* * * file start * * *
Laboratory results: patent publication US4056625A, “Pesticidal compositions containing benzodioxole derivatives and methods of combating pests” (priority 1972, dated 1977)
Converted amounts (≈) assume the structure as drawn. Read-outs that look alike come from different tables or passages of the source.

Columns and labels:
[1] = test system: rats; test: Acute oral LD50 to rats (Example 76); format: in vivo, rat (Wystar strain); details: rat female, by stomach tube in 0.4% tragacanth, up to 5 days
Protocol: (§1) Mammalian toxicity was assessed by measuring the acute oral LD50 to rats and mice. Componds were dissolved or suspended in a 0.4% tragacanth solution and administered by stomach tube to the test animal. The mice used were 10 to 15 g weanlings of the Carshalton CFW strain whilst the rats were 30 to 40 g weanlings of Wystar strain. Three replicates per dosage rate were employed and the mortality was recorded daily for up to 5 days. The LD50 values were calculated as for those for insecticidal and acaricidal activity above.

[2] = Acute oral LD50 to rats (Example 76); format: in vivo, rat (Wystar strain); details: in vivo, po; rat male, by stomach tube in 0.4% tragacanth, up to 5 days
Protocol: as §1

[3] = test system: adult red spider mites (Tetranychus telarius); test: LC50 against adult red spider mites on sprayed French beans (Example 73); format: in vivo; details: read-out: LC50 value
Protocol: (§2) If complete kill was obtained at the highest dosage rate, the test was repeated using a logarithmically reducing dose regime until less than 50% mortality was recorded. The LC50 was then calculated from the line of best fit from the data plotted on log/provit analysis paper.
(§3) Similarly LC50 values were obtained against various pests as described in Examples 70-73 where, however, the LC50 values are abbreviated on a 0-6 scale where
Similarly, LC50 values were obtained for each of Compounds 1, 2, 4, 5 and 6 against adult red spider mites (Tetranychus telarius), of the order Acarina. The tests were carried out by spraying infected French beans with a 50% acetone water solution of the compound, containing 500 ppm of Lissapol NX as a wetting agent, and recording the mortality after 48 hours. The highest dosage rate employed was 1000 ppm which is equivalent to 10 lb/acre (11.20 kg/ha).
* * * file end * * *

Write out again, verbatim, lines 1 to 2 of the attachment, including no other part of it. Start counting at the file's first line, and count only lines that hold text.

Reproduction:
Laboratory results: patent publication US4056625A, “Pesticidal compositions containing benzodioxole derivatives and methods of combating pests” (priority 1972, dated 1977)
Converted amounts (≈) assume the structure as drawn. Read-outs that look alike come from different tables or passages of the source.